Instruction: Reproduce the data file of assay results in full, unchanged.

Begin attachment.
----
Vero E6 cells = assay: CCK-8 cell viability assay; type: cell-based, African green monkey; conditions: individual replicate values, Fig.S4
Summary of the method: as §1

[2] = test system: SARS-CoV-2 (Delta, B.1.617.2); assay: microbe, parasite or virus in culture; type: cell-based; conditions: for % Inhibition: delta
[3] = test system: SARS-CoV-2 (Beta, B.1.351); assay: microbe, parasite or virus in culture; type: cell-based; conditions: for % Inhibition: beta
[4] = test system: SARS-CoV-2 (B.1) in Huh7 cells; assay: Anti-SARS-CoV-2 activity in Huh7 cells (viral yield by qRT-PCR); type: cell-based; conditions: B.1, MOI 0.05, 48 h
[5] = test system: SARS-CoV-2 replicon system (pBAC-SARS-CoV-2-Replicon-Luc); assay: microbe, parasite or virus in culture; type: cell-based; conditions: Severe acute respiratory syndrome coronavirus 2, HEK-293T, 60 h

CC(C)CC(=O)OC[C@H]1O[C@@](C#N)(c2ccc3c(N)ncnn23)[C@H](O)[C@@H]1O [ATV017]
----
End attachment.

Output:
Vero E6 cells = assay: CCK-8 cell viability assay; type: cell-based, African green monkey; conditions: individual replicate values, Fig.S4
Summary of the method: as §1

[2] = test system: SARS-CoV-2 (Delta, B.1.617.2); assay: microbe, parasite or virus in culture; type: cell-based; conditions: for % Inhibition: delta
[3] = test system: SARS-CoV-2 (Beta, B.1.351); assay: microbe, parasite or virus in culture; type: cell-based; conditions: for % Inhibition: beta
[4] = test system: SARS-CoV-2 (B.1) in Huh7 cells; assay: Anti-SARS-CoV-2 activity in Huh7 cells (viral yield by qRT-PCR); type: cell-based; conditions: B.1, MOI 0.05, 48 h
[5] = test system: SARS-CoV-2 replicon system (pBAC-SARS-CoV-2-Replicon-Luc); assay: microbe, parasite or virus in culture; type: cell-based; conditions: Severe acute respiratory syndrome coronavirus 2, HEK-293T, 60 h

CC(C)CC(=O)OC[C@H]1O[C@@](C#N)(c2ccc3c(N)ncnn23)[C@H](O)[C@@H]1O [ATV017]